Panic Attacks

How Long Do Panic Attacks Last?

Micah Abraham, BSc

Written by

Micah Abraham, BSc

Last updated October 10, 2020

How Long Do Panic Attacks Last?

Panic attacks are intensely stressful anxiety attacks that are so severe with physical symptoms that some people are hospitalized, believing they have a heart attack. Panic attacks are also individualized issues that do not always follow an exact system. But panic attacks tend to go through very specific stages that may be similar for many people. So how long do panic attacks last?

Timeline is Similar - Symptoms May Be Different

Panic attacks tend to go through similar timelines, but it should be noted that the symptoms themselves are often different, and respond to how the person reacts to the episodes.

Generally panic attacks go through the following structure:

  • Pre-Attack This may be described as feeling ’panicky’ or feelings of doom. Your heart may feel like it is beating faster or you may experience tingling in the body or face.These can be small and go away in minutes or they can build up lasting 10 minutes or more.
  • The ‘Attack’ The term ‘panic attack’ describes the period of time that the episode lasts. Usually the person is so fearful, that they believe only doom is ahead. Once the person realises that they are no longer going to die, and their breathing subdues, the attack begins to lessen. This may last from a few minutes to an hour or so.
  • The Slow Decline Once you have experienced a panic attack, there is often a slow decline. For some this may be as little as a few minutes. Others find that this can take hours and leave them incredibly drained. On average, it takes about 30 minutes or so for someone to recover from a panic attack, although they may feel tired and drained for hours.

After a panic attack, the person can still be experiencing a severe rapid heartbeat, confusion, and issues concentrating for hours. Some experience depression as a result of their panic attack, and others focus on their physical symptoms so much that they feel like another attack is coming for days.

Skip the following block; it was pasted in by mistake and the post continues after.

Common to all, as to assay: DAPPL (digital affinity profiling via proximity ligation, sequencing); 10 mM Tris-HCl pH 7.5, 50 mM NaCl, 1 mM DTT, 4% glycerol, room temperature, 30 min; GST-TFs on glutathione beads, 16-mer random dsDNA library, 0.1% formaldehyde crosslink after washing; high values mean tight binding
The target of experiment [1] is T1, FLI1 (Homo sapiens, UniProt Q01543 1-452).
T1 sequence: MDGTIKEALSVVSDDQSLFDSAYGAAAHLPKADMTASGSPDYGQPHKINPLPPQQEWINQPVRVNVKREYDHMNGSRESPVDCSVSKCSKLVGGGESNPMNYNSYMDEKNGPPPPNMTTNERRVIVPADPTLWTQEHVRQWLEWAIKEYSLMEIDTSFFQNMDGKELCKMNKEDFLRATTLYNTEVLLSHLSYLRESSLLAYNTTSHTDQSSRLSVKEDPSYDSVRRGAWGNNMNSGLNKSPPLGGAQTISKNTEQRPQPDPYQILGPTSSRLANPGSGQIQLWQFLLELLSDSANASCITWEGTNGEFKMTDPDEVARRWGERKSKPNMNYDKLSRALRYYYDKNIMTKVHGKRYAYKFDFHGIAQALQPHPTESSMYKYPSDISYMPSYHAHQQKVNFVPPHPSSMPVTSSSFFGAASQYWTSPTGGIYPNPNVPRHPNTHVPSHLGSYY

How to Stop Panic Attacks From Occurring or Shorten Them

If you suffer from panic attacks, stopping them should be your priority. There are several methods you can use to stop panic, and some of them may even shorten the duration of your panic attack or reduce its severity. Some examples include:

  • Controlled Breathing The most severe symptoms of anxiety attacks comes from hyperventilation. Hyperventilation is when you breathe in too much oxygen and breathe out too much carbon dioxide, and unfortunately this has a paradoxical effect which causes you to feel as though you are not getting enough oxygen, causing you to breathe in even more as a result. This is one of the reasons that symptoms tend to get worse during the panic attack. So control your breathing by taking at least 15 seconds with each breath, breathing in slowly and breathing out even more slowly.
  • Mental Distractions and Talking The more you are ‘inside your head’ during an attack, the worse and longer it will be. Get out of your head by telling those around you that you are having anxiety symptoms, or finding a way to distract your mind. Calling someone on the phone (even if you have people around you) can actually be a great distraction, because holding a phone conversation takes a lot of mental energy.Try talking to good friend or family member you can trust.
  • Walking Walking is another tool that can actually reduce the severity of your panic attacks. It improves blood flow in a way that can help you regain your carbon dioxide levels, whilst appearing to have a distracting effect on the brain; both of which are advantageous for helping you recover from the attacks.

These are some quick tools that you can use to make sure your panic attacks are less severe. But the key is to also ensure that you are targeting your anxiety and looking for ways to cure it forever.

Questions? Comments?

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Where can I go to learn more about Jacobson’s relaxation technique and other similar methods?

– Anonymous patient


You can ask your doctor for a referral to a psychologist or other mental health professional who uses relaxation techniques to help patients. Not all psychologists or other mental health professionals are knowledgeable about these techniques, though. Therapists often add their own “twist” to the technqiues. Training varies by the type of technique that they use. Some people also buy CDs and DVDs on progressive muscle relaxation and allow the audio to guide them through the process.

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